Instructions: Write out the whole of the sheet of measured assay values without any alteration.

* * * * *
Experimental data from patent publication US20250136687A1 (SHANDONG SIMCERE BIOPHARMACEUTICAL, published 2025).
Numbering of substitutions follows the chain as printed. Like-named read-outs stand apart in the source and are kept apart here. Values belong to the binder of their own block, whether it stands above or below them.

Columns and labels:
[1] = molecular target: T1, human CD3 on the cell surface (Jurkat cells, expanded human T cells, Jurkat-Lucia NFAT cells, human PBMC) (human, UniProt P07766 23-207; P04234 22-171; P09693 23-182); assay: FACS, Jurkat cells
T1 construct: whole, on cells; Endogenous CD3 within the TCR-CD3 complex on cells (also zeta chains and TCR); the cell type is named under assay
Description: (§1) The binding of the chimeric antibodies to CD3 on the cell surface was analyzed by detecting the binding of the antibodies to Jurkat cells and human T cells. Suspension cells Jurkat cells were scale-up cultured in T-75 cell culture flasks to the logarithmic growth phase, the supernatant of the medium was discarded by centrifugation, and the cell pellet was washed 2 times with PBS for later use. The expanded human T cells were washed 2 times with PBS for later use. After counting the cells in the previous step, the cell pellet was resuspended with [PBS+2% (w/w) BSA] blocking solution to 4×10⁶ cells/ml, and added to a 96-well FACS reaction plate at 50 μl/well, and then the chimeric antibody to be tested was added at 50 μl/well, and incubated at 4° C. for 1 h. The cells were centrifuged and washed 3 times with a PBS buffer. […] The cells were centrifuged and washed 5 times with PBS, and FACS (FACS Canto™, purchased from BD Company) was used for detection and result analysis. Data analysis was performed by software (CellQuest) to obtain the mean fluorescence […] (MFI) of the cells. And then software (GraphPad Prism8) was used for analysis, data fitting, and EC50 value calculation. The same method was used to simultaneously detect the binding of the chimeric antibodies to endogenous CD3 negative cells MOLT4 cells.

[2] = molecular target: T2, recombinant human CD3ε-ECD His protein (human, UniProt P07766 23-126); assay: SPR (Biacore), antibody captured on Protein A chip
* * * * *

Experimental data from patent publication US20250136687A1 (SHANDONG SIMCERE BIOPHARMACEUTICAL, published 2025).
Numbering of substitutions follows the chain as printed. Like-named read-outs stand apart in the source and are kept apart here. Values belong to the binder of their own block, whether it stands above or below them.

Columns and labels:
[1] = molecular target: T1, human CD3 on the cell surface (Jurkat cells, expanded human T cells, Jurkat-Lucia NFAT cells, human PBMC) (human, UniProt P07766 23-207; P04234 22-171; P09693 23-182); assay: FACS, Jurkat cells
T1 construct: whole, on cells; Endogenous CD3 within the TCR-CD3 complex on cells (also zeta chains and TCR); the cell type is named under assay
Description: (§1) The binding of the chimeric antibodies to CD3 on the cell surface was analyzed by detecting the binding of the antibodies to Jurkat cells and human T cells. Suspension cells Jurkat cells were scale-up cultured in T-75 cell culture flasks to the logarithmic growth phase, the supernatant of the medium was discarded by centrifugation, and the cell pellet was washed 2 times with PBS for later use. The expanded human T cells were washed 2 times with PBS for later use. After counting the cells in the previous step, the cell pellet was resuspended with [PBS+2% (w/w) BSA] blocking solution to 4×10⁶ cells/ml, and added to a 96-well FACS reaction plate at 50 μl/well, and then the chimeric antibody to be tested was added at 50 μl/well, and incubated at 4° C. for 1 h. The cells were centrifuged and washed 3 times with a PBS buffer. […] The cells were centrifuged and washed 5 times with PBS, and FACS (FACS Canto™, purchased from BD Company) was used for detection and result analysis. Data analysis was performed by software (CellQuest) to obtain the mean fluorescence […] (MFI) of the cells. And then software (GraphPad Prism8) was used for analysis, data fitting, and EC50 value calculation. The same method was used to simultaneously detect the binding of the chimeric antibodies to endogenous CD3 negative cells MOLT4 cells.

[2] = molecular target: T2, recombinant human CD3ε-ECD His protein (human, UniProt P07766 23-126); assay: SPR (Biacore), antibody captured on Protein A chip